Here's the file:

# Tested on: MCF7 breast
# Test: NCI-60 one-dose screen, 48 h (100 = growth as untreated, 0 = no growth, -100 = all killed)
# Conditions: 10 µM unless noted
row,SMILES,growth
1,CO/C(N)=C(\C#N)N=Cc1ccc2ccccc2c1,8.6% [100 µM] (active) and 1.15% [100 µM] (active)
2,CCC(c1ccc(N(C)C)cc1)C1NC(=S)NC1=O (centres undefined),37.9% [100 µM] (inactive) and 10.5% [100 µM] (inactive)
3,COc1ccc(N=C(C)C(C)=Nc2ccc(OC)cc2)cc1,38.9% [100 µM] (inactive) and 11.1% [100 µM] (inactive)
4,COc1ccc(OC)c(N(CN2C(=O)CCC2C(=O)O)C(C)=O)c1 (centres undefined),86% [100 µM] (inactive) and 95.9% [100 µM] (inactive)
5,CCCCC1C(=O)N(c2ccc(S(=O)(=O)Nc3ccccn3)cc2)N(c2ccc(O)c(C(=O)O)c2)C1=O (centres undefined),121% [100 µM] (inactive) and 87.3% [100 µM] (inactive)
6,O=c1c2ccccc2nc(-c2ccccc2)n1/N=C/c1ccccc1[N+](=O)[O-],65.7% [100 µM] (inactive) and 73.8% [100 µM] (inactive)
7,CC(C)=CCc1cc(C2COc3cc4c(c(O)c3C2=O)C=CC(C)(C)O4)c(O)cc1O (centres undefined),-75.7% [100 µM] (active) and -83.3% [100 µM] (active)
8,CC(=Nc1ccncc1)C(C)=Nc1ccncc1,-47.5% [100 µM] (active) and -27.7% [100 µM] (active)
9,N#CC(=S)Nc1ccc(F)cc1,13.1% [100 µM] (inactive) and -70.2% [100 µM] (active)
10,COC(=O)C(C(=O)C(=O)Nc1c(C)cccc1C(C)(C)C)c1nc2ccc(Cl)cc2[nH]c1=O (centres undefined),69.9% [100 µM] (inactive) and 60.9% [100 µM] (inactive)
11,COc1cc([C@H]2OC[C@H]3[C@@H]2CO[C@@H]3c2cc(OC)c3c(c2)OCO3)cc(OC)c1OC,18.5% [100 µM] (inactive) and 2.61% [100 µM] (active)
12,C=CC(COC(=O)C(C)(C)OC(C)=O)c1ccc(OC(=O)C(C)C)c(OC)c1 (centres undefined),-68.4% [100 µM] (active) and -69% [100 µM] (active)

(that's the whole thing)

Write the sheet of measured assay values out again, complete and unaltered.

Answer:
# Tested on: MCF7 breast
# Test: NCI-60 one-dose screen, 48 h (100 = growth as untreated, 0 = no growth, -100 = all killed)
# Conditions: 10 µM unless noted
row,SMILES,growth
1,CO/C(N)=C(\C#N)N=Cc1ccc2ccccc2c1,8.6% [100 µM] (active) and 1.15% [100 µM] (active)
2,CCC(c1ccc(N(C)C)cc1)C1NC(=S)NC1=O (centres undefined),37.9% [100 µM] (inactive) and 10.5% [100 µM] (inactive)
3,COc1ccc(N=C(C)C(C)=Nc2ccc(OC)cc2)cc1,38.9% [100 µM] (inactive) and 11.1% [100 µM] (inactive)
4,COc1ccc(OC)c(N(CN2C(=O)CCC2C(=O)O)C(C)=O)c1 (centres undefined),86% [100 µM] (inactive) and 95.9% [100 µM] (inactive)
5,CCCCC1C(=O)N(c2ccc(S(=O)(=O)Nc3ccccn3)cc2)N(c2ccc(O)c(C(=O)O)c2)C1=O (centres undefined),121% [100 µM] (inactive) and 87.3% [100 µM] (inactive)
6,O=c1c2ccccc2nc(-c2ccccc2)n1/N=C/c1ccccc1[N+](=O)[O-],65.7% [100 µM] (inactive) and 73.8% [100 µM] (inactive)
7,CC(C)=CCc1cc(C2COc3cc4c(c(O)c3C2=O)C=CC(C)(C)O4)c(O)cc1O (centres undefined),-75.7% [100 µM] (active) and -83.3% [100 µM] (active)
8,CC(=Nc1ccncc1)C(C)=Nc1ccncc1,-47.5% [100 µM] (active) and -27.7% [100 µM] (active)
9,N#CC(=S)Nc1ccc(F)cc1,13.1% [100 µM] (inactive) and -70.2% [100 µM] (active)
10,COC(=O)C(C(=O)C(=O)Nc1c(C)cccc1C(C)(C)C)c1nc2ccc(Cl)cc2[nH]c1=O (centres undefined),69.9% [100 µM] (inactive) and 60.9% [100 µM] (inactive)
11,COc1cc([C@H]2OC[C@H]3[C@@H]2CO[C@@H]3c2cc(OC)c3c(c2)OCO3)cc(OC)c1OC,18.5% [100 µM] (inactive) and 2.61% [100 µM] (active)
12,C=CC(COC(=O)C(C)(C)OC(C)=O)c1ccc(OC(=O)C(C)C)c(OC)c1 (centres undefined),-68.4% [100 µM] (active) and -69% [100 µM] (active)